This is how we feel about 18 miles of steady climb, with the steepest part coming right at the end. Saving grace: the rest of the day’s ride is (mostly) downhill.
Another historical marker shop. This countryside is lousy with history!
Our lonely lunch stop.
One of the fun parts of a ride like this is seeing all the jersey designs. Loved the Lactic Acid Heads’ jerseys! We got quite a few comments on our “black cat / chat noir” team jerseys, as well as the “Thing 1 / Thing 2” jerseys. In fact, some people on the ride remembered us from last year because of those Dr. Seuss jerseys.
Some more rain clouds sneaking around on the horizon. We wound up getting sprinkled on at dinnertime, and it rained on our tents a little that night, but we managed to avoid rain on the ride.
Another ersatz wildlife sighting: bison on a hilltop.
I offered to take a photo of a fellow cyclist as she stood under this ranch gate with the Wind River Range in the background. As I was taking the photo, a group of cyclists passed, and I got a great photobomb of one of them dominating the frame. Since that was on someone else’s camera, I decided to try to recreate the effect with the next cyclist who came along, who apologized as she went by. No apologies! I was shooting across your lane of travel – you have the right of way! 🙂
I took a picture of this fencing arrangement, as it puzzled me, and I hoped to ask someone about it, but I never did. Anyone know why there are short extensions of fence towards the road, with dirt piled up where they intersect with the main fence? Many of them seemed to have wood on the opposite side of the fence to keep the dirt in. Bugman though that maybe they were a way for people to climb over the fence, but I never saw a ladder or anything on the other side. Hmmm . . .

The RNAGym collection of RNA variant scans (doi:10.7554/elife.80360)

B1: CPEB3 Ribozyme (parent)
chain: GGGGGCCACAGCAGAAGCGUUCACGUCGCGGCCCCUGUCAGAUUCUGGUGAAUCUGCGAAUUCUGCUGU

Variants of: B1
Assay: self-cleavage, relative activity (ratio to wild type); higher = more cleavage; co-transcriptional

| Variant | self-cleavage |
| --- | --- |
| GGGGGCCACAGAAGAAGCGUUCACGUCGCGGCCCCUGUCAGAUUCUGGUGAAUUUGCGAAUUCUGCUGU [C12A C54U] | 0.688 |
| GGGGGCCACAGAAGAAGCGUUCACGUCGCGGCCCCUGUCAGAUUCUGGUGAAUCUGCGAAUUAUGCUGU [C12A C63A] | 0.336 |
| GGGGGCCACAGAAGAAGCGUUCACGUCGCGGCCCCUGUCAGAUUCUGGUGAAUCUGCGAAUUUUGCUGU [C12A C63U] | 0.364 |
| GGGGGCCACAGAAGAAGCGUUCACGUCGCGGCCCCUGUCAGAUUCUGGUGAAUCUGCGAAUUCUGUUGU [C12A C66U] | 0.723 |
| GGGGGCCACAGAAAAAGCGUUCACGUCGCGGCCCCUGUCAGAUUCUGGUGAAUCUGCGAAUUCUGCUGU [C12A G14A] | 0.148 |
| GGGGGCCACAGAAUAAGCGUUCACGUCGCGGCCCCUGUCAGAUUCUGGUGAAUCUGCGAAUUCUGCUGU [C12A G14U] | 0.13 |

Getting near to Pinedale now, and the course volunteers are speaking my language – BEER!
Huh. First natural gas pump I’ve ever seen.
Pinedale welcomed us to town with a brass quartet. It made me grin. That last few hundred feet up to the campsite did not make me grin, however. The bike path into the park was about a 75-foot climb over such a short distance that I felt like I was going to tumble backwards off the bicycle. Yikes! I did love that campsite, though. It was delicious to camp on the thick, green grass in that park. I took my bike shoes and socks off and walked around barefoot for the first time in days. Ahhhhh!
I think Pinedale was also offering horse-drawn wagon rides. We wound up taking a more conventional ride in a shuttle van so we could use a laundromat. The laundromat was packed with fellow cyclists – a good place to bond over road stories. Also convenient to have a convenience store across the street, since we were obsessed with food. I got some cheddar cheese. Bugman got some sour cream and onion potato chips. Yum!!! Food!!
Speaking of food, the word in the laundromat was, the restaurant RIGHT NEXT DOOR had the most excellent homemade pie. I wandered over to the Wrangler Cafe and made inquiry. It seems that the place had been completely out of pie, but when it was learned that a horde of cyclists was about to descend, the pie-making commenced, to good effect. There is no photographic evidence of the German apple pie, as we inhaled it – every last crumb. It was very good pie. Every ride must have its pie.
Distance and elevation gain (per my mapping software): 67.05 miles, 4,945 feet *sigh* way off on the elevation, GPS. (the official full route stats were 66 miles, 2,134 feet)
Min temp: 41, Max temp: 69, Winds 5-16, gusting to 22 mph, Precipitation: none [data from Pinedale]
Copyright 2014 by Katie Bradshaw